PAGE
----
"The Scramble for Brazil: How Prison Gangs Colonized a Continent's Criminal Markets"
Benjamin Lessing, Assistant Professor of Political Science, University of Chicago.
Steven Levitsky, Faculty Associate; Chair, Weatherhead Research Cluster on Global Populism/Challenges to Democracy. David Rockefeller Professor of Latin American Studies, Department of Government, Harvard University; Harvard College Professor.
Frances Hagopian, Faculty Associate. Jorge Paulo Lemann Senior Lecturer on Government, Department of Government, Harvard University.
Throughout the Americas, prison gangs have learned to establish governance over street-level actors from behind bars. The leading example is Brazil’s Primerio Comando da Capital (PCC), which since 2001 imposes social order and alternative justice throughout São Paulo's urban periphery. It has also expanded territorially, establishing cells in all 27 Brazilian states, reshaping criminal subworlds across the country. The PCC's superior organization and bureaucratic structure give it technological advantages over local rivals and Rio's de Janeiro's older and cruder Comando Vermelho, making it the largest criminal group in the country. However, It has also faced strong resistance from these gangs, seriously impeding its imperial ambition. I argue that the Comando Vermelho's more charismatic style of rule has proven resilient despite its inefficiency, because charismatic authority is ultimately better suited to the criminal enterprise.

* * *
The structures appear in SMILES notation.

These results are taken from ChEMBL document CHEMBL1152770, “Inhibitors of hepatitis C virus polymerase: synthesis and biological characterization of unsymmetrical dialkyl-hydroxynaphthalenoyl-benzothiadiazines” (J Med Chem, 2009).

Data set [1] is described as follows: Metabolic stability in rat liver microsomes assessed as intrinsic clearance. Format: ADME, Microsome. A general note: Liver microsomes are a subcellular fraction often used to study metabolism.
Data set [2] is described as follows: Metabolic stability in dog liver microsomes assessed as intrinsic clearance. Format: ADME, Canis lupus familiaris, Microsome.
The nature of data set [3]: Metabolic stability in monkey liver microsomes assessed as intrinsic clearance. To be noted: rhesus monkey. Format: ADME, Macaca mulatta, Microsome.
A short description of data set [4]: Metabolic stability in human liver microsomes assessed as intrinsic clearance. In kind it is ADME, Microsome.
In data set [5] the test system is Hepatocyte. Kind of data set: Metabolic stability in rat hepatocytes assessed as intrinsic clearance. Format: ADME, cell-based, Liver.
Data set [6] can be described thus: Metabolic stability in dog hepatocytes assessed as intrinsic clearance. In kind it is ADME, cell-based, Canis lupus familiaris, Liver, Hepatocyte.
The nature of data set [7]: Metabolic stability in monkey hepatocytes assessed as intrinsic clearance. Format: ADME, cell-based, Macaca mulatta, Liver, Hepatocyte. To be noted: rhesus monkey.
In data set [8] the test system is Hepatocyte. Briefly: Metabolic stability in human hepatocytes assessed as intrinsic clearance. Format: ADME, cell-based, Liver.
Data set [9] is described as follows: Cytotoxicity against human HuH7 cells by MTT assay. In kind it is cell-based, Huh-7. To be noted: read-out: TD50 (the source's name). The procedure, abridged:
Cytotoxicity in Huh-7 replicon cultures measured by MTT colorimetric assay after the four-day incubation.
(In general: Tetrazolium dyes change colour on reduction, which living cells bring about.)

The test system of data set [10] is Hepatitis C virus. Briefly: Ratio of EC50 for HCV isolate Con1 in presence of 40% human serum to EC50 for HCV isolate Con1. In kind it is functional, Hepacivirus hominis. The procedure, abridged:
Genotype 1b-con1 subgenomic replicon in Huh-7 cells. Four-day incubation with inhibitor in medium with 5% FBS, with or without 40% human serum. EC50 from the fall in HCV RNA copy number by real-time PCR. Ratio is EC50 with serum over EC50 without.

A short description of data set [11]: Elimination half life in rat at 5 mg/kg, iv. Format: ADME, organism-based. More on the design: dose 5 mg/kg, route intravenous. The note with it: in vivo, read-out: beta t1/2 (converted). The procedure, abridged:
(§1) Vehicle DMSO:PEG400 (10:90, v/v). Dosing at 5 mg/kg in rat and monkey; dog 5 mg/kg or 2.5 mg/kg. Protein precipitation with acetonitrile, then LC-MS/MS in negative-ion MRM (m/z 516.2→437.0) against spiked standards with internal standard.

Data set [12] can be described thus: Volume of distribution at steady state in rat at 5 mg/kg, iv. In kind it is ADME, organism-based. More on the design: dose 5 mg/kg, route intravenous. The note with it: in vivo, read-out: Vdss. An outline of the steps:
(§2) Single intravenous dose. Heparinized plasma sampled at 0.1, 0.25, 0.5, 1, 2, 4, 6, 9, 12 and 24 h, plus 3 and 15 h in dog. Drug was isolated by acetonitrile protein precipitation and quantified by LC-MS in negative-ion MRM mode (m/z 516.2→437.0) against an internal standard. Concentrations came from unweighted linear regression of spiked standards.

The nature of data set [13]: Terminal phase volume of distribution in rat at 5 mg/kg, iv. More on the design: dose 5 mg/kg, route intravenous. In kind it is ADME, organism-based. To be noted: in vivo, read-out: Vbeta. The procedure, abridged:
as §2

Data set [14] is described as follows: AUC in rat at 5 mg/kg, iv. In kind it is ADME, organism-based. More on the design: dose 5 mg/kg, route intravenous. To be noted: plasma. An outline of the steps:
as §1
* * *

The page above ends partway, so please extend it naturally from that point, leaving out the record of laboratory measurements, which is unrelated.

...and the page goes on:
Benjamin Lessing, assistant professor of political science at the University of Chicago, studies "criminal conflict"—organized violence involving armed groups that do not seek formal state power, such as drug cartels, prison gangs, and paramilitaries. His first book, Making Peace In Drug Wars (Cambridge Studies in Comparative Politics, 2017), examines armed conflict between drug cartels and the state in Colombia, Mexico and Brazil. Currently, he is conducting field research in Brazil for a second book, tentatively titled Inside Out: How Prison Gangs Organize Crime (And Threaten the State) From Behind Bars. It explores the counterproductive effects of mass-incarceration policies, which inadvertently strengthen armed criminal groups at the core of the state's coercive apparatus. Lessing has also founded the Criminal Governance in the Americas project, which is measuring the extent and intensity of gang rule over civilian populations throughout Latin America. With Chris Blattman (Harris School of Public Policy), he is conducting a field experiment in Medellin, Colombia aimed at reducing criminal governance in low-income neighborhoods, and he is co-director, along with Paul Staniland (UChicago Political Science), of the Project on Political Violence at Chicago. Lessing has also studied gang-state negotiations and armed electioneering by paramilitary groups. Prior to his doctoral work at UC Berkeley, Lessing lived in Rio de Janeiro for five years, first as a Fulbright scholar, later conducting field research on arms trafficking in Latin America and the Caribbean for non-governmental organizations including Amnesty International, Oxfam, and Viva Rio, Brazil’s largest NGO. Lessing attended Kenyon College, and was born in Rochester, Michigan in 1973.